OWENSBORO, Ky. (AP) - Thieves looking to make some quick cash on the Internet have looted historic marriage and deed books at a western Kentucky county courthouse.
They're looking for valuable stamps they can sell.
The vandalized books - kept in the basement of the Daviess County Courthouse - contain records dating back to the early 1800s.
Daviess County Clerk David Osborne says officials want people to have access to their family history. But, Osborne says, the state archivist has told local officials there should be a deputy present whenever someone comes in to use the books.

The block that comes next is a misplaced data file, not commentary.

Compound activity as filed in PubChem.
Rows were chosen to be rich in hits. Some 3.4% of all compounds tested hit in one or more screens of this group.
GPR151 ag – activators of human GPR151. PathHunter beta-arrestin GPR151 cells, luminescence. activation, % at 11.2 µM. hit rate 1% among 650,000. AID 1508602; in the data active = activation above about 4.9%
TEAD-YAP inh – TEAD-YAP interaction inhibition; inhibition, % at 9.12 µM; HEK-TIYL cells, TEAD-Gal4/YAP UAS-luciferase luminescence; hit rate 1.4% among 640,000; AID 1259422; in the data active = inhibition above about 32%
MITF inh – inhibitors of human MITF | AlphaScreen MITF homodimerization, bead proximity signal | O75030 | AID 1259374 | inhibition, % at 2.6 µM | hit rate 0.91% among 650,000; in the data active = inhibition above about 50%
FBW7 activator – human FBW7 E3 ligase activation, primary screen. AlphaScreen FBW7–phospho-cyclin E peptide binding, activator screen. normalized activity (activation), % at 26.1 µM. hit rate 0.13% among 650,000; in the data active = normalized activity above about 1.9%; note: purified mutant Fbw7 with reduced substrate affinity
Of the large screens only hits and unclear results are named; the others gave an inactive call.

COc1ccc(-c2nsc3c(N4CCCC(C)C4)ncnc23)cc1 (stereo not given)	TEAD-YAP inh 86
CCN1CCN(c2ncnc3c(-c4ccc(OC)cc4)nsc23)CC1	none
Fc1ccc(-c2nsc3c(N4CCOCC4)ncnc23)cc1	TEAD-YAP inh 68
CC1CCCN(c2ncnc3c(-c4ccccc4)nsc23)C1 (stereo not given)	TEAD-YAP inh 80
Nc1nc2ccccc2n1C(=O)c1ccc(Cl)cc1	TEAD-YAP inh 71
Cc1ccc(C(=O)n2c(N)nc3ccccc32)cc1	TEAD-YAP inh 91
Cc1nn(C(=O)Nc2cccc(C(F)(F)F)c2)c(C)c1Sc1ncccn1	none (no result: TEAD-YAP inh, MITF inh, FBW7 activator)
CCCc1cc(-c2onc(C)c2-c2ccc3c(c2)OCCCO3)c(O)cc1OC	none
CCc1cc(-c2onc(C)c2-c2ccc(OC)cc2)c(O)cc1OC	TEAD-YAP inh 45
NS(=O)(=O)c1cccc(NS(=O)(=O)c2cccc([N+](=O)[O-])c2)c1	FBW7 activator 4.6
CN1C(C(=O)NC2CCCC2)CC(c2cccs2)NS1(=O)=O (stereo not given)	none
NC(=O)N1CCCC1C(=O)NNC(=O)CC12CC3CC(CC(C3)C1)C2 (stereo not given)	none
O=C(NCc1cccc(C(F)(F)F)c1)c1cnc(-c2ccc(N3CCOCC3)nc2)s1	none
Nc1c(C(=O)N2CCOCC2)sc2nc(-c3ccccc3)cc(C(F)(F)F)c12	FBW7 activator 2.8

Some of the stamps date back to the Civil War, when the federal government needed money to cover the war's cost. The stamps were
required on marriage licenses and other documents.
Scavengers have cut hundreds of stamps out of books from the 1860s. Some books are damaged on nearly every page.
Tampering with public records is a Class D felony, punishable by up to five years in jail.
(Copyright 2007 by The Associated Press. All Rights Reserved.)
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